There’s been quite a bit of talk in the media lately about a coming economic collapse. Precious metal dealers warn of it. Nearly half of the people featured on Doomsday Preppers are prepping for it. I’ll admit times are hard right now, and they’re likely to get harder before they get easier. The truth, however, is that a complete economic breakdown is unlikely.
The image that frequently comes to mind when someone mentions economic collapse is one of an apocalyptic nightmare where neighbors are killing neighbors over the last can of beans. At worst, things may become as bad as they were during the Depression. Even then, there weren’t roving bands of raiders trying to loot your house. It was simply a very difficult economic time.
Most of us are scrambling for dollars right now because the dollar doesn’t go nearly as far as it used to. Prices have gone way up in the past few years and salaries have not. I don’t like it any more than you do, but this cloud does have a silver lining and that is the law of supply and demand.
People don’t go into business to fail. They do it to succeed and prosper. To do so, they have to sell you a product or service. Their goods aren’t the only supply there is. Your money is also a form of supply. Vendors need (demand) your money to stay in business. If they ask for too much, you will simply take your money to one of their competitors.
What everyone is noticing most right now is the price of groceries, so let’s use that as an example. A grocery store is a business, and as such, they need your money. However, what most people don’t consider is that groceries don’t just magically appear on the shelves inside the store. The store has to buy them from a supplier. Then, based on how much the store paid the supplier, they calculate how much to charge you, the consumer.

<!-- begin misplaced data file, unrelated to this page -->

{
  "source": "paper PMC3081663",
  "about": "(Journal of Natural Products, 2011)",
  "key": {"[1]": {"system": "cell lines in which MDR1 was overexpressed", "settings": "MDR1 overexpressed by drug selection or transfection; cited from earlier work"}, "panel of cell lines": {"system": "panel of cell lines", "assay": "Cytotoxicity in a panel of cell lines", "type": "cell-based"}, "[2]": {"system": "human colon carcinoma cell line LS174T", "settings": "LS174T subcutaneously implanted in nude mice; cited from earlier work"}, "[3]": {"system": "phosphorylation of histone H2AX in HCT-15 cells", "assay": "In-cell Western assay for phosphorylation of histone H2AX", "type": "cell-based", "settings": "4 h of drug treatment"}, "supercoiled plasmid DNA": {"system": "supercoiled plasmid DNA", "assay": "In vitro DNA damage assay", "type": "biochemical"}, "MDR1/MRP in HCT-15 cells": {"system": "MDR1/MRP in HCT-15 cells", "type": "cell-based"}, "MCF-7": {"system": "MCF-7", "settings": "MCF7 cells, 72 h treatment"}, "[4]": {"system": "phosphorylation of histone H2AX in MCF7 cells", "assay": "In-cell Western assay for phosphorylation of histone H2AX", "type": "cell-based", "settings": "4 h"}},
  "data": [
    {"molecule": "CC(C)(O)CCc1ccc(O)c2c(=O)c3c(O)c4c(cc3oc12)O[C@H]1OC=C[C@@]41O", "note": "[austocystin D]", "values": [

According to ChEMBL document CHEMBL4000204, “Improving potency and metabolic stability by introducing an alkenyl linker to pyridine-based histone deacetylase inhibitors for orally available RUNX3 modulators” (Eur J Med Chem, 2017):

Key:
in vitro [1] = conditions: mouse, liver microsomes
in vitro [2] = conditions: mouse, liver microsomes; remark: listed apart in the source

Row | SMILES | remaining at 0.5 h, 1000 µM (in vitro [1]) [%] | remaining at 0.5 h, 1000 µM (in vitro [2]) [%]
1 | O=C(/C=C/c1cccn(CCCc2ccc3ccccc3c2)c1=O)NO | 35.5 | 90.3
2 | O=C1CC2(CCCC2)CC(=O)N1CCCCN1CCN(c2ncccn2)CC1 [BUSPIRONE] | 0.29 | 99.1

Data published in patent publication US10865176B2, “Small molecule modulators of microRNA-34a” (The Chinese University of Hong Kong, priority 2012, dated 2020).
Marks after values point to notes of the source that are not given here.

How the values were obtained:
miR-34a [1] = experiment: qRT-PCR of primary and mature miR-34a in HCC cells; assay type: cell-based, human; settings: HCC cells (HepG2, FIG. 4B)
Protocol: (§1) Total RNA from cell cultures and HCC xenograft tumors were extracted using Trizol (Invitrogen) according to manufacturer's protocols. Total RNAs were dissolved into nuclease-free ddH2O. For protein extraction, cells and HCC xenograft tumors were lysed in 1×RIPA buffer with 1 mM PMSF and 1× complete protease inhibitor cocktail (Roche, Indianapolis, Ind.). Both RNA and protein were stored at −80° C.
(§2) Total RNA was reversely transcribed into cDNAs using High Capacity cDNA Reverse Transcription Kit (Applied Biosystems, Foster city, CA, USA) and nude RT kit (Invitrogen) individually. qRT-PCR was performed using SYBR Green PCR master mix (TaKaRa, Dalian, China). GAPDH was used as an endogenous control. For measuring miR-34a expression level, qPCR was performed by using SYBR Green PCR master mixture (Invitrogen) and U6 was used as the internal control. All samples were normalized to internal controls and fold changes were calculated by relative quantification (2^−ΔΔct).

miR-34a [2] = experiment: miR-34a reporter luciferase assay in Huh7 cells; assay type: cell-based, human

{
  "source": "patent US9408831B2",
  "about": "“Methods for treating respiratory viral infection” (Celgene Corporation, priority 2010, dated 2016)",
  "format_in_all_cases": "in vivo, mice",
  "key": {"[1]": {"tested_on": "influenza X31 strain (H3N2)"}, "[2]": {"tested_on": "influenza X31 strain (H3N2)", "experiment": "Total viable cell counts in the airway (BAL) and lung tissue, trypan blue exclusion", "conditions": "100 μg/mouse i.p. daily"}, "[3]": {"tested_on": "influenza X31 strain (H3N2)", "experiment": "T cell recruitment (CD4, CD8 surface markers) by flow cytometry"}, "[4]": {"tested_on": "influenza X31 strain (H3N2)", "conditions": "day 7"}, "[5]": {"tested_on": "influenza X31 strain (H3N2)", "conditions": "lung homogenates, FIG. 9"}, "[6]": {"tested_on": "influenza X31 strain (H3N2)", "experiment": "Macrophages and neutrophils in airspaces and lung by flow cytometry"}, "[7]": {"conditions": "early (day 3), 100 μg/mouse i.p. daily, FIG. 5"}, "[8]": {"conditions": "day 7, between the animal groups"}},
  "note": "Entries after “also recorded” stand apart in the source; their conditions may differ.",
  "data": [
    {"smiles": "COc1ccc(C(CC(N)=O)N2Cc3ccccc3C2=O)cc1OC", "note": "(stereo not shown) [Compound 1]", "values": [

Let’s say there’s a milk shortage and a supplier wants $10 per gallon of milk. The store has to sell it for more than $10 to pay first for the gallon of milk then for other expenses like employees. Then the price has to be raised even further so they can make a profit, so the store prices its milk at $20.
I don’t know about you, but I’m not paying twenty bucks for a gallon of milk! Therefore, the store must lower its price to a price that people will pay. And to make things even better for the consumer, the store only has until the milk goes bad to reach that price point. Otherwise, they run the risk of going out of business. If the store can’t sell the milk at a profit, it most likely will not buy any more from the supplier at that price. This places the risk of going out of business on the supplier. The supplier will then have to lower its prices.
This is what’s known in economics as a market correction. When something is valued too low or too high, the market corrects it through the law of supply and demand.
Like I said in the beginning, businesses are not in business to fail. So if prices have to drop in order to keep them from closing their doors, that’s what’s going to happen. In reality, the chain of events I described is much longer and more complicated, but the principle is the same. Things will get better eventually. Just keep your chin up and don’t pay more for anything than you think it’s worth.